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COMMONWEALTH PENNSYLVANIA v. ROBERT GENE RUMBAUGH (03/17/87)

SUPERIOR COURT OF PENNSYLVANIA


submitted: March 17, 1987.

COMMONWEALTH OF PENNSYLVANIA
v.
ROBERT GENE RUMBAUGH, APPELLANT

Appeal from the Order of the Court of Common Pleas, Criminal Division, of Blair County at No. 699 of 1985.

COUNSEL

J. Randall Miller, Assistant Public Defender, Hollidaysburg, for appellant.

Ellen L. Cohen, Assistant District Attorney, Hollidaysburg, for Com., appellee.

Rowley, Del Sole and Tamilia, JJ.

Author: Rowley

[ 365 Pa. Super. Page 390]

OPINION OF THE COURT

This is an appeal from an order denying-appellant Robert Gene Rumbaugh's post-sentence petition to withdraw his guilty plea and from the judgment of sentence imposed following his plea.

Appellant was arrested on September 7, 1985 and charged with Burglary, Criminal Trespass, and Indecent Assault. On January 23, 1986, following a trial by jury which ended in a mistrial, appellant entered a negotiated guilty plea to charges of Criminal Trespass and Open Lewdness. Appellant was sentenced on September 10, 1986 to three to eight years imprisonment. Eight days later, appellant filed a motion to withdraw his guilty plea and modify his sentence. The motion was denied without a hearing on September 23, 1986. Appellant now appeals. On appeal, he raises two issues: (1) Is the refusal to permit him to withdraw his guilty plea manifestly unjust? and (2) Is the sentence imposed manifestly excessive?

In disposing of appellant's first issue, we must apply the post-sentence test to determine whether appellant should have been permitted to withdraw his guilty plea: appellant filed a motion with the court for permission to withdraw his plea eight days after sentence had been imposed. A post-sentence motion to withdraw a guilty plea, filed pursuant to Pa.R.Crim.P. 321, can be granted only on a showing of prejudice amounting to manifest injustice. Commonwealth v. Refile, 353 Pa. Super. 190, 509 A.2d 400 (1986). Appellant has failed to show any prejudice. His contention that his physical and mental condition rendered him incapable of making an intelligent and voluntary decision to plead guilty is belied by his acknowledgment during the plea colloquy that he understood what he was doing and

[ 365 Pa. Super. Page 391]

    that his physical ailment -- a head cold -- did not impair his ability to comprehend the proceedings. Since appellant's argument is contradicted by his own testimony, under oath, at the plea hearing no further hearing on his post-sentence motion was required.

In his second issue, appellant questions whether the sentence imposed was excessive because it was disproportionate to sentences given to other defendants who committed similar crimes. Since the issue raised by appellant does not implicate the legality of his sentence but only the discretionary aspects of the sentence, his appeal is not a matter of right. Rather, an appellate court may only grant such an appeal where it appears that there is a substantial question that the sentence imposed is not appropriate under the sentencing code. 42 Pa.C.S. § 9781(b).

In Commonwealth v. Tuladziecki, 513 Pa. 508, 522 A.2d 17 (1987), the Supreme Court discussed the procedure which must be followed to perfect an appeal from the discretionary aspects of a sentence. The notice of appeal under Pa.R.A.P. 902 serves as the "petition for allowance of appeal" as required by 42 Pa.C.S. § 9781(b). The appellant then must include in his brief a separate section setting forth a concise statement of reasons why the Court should exercise its discretionary jurisdiction to hear the appeal. Pa.R.A.P. 2119(f). Failure to include such a statement may preclude permission to appeal. If the appellee does not object to the failure of the appellant to comply with the requirements of Rule 2119(f), the procedural requirement of a separate section detailing the reasons why permission to appeal should be granted is waived. Such a waiver of the procedural requirement to set forth an independent statement of reasons does not, however, relieve us from our initial obligation to determine whether a substantial question that warrants exercise of our discretionary jurisdiction is presented.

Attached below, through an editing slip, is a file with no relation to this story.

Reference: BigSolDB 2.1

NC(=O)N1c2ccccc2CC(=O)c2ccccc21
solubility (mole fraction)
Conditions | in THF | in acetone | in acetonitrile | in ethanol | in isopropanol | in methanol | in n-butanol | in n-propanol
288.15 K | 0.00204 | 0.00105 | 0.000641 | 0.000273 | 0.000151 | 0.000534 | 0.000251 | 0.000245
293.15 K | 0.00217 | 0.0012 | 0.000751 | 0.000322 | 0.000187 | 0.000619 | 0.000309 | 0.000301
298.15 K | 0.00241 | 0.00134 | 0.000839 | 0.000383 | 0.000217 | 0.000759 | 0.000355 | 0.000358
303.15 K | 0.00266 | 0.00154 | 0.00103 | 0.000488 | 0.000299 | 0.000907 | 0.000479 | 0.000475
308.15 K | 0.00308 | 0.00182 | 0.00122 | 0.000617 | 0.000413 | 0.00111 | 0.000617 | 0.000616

In this case, the Commonwealth has not objected to appellant's failure to include a separate statement of reasons, and therefore we can overlook appellant's failure to

[ 365 Pa. Super. Page 392]

    comply with the procedural requirement of Rule 2119(f). See Tuladziecki, Id., 513 Pa. at 515, 522 A.2d at 21 ("Appellant properly preserved his challenge to this procedural violation, and for the reasons stated herein, the Superior Court's decision to overlook it must be vacated"). However, we still must determine whether appellant has presented a suitable "'statement of question' by 'brief reasons' indicating a 'substantial question'" is involved. Commonwealth v. Lapcevich, 364 Pa. Super. 151, 155 n. 2, 527 A.2d 572, 574 n. 2 (1987).

Our examination of appellant's claim shows that he has failed to present a substantial question that his sentence is not appropriate under the Sentencing Code. Appellant was sentenced within the sentencing guidelines, and the severity of his sentence reflects his substantial prior criminal record as reflected in his prior record score. We therefore deny appellant's petition for permission to appeal from the discretionary aspect of his sentence.

The order denying appellant's petition to withdraw his guilty plea is affirmed, and his petition for permission to appeal from the discretionary aspects of his sentence is denied.

Disposition

The order denying appellant's petition to withdraw his guilty plea is affirmed, and his petition for permission to appeal from the discretionary aspects of his sentence is denied.

19870317

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